Fuel-efficient thermal management in diesel engines via valvetrain-enabled cylinder ventilation strategies

Modern diesel engine aftertreatment systems require elevated temperatures for effective reduction of engine-out emissions. Maintaining elevated aftertreatment temperatures in a fuel-efficient manner is a challenge, especially at low-load engine operation where engine-outlet temperatures are low; therefore, higher engine-outlet temperatures are typically achieved via increased fuel consumption. Previous studies have demonstrated that strategies such as cylinder deactivation (method where there is neither valve motion nor fuel injection in a subset of cylinders, thereby isolating the deactivated cylinders from the gas exchange process) and cylinder cutout (method where there is no fuel injection in a subset of cylinders, implemented with high recirculated gas rates) reduce fuel consumption while elevating engine-outlet temperatures, by reducing the overall airflow through the engine. This article introduces and characterizes “non-fired cylinder ventilation” as alternate means to achieve fuel-efficient aftertreatment thermal management, by reduction of overall airflow through the engine. Fuel injection is deactivated from a subset of cylinders during non-fired cylinder ventilation, and the non-firing cylinders participate in the gas exchange process with the same manifold at a time, thereby reducing the intake-to-exhaust manifold gas exchange through the cylinders. It is demonstrated that non-fired cylinder ventilation shows similar fuel efficiency and thermal management as cylinder deactivation when the valves of the non-firing ventilated cylinders are open by at least 4 mm, due to similar, negligible, gas-exchange losses, while non-fired cylinder ventilation with lower valve lifts enables elevated engine-outlet temperatures with relatively higher fuel consumption than cylinder deactivation. Non-fired cylinder ventilation strategies demonstrate 75 °C higher temperatures at fuel-neutral conditions, and up to 35% fuel savings at similar temperatures, compared to six-cylinder operation.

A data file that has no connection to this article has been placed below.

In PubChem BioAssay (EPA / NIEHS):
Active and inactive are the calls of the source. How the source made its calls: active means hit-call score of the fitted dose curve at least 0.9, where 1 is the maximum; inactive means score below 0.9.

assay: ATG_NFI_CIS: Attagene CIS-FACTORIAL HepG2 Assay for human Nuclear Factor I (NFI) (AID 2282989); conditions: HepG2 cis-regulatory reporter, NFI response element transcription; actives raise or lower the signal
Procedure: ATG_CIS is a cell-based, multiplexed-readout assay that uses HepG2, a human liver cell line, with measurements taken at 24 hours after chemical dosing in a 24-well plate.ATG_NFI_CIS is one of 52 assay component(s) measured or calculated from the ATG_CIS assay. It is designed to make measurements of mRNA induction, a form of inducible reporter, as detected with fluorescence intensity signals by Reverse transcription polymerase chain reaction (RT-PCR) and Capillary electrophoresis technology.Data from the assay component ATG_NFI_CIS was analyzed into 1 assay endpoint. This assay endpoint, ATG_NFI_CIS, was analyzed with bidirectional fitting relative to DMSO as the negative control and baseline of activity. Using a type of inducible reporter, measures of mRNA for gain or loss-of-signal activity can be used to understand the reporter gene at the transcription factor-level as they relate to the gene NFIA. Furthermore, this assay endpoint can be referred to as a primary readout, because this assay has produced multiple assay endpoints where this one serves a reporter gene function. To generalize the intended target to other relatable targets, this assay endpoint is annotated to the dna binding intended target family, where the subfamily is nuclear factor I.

• English

Media Info

  • Media Type: Web
  • Features: References;
  • Pagination: pp 430-442
  • Serial:

Subject/Index Terms

Filing Info

  • Accession Number: 01765662
  • Record Type: Publication
  • Files: TRIS
  • Created Date: Jan 12 2021 3:09PM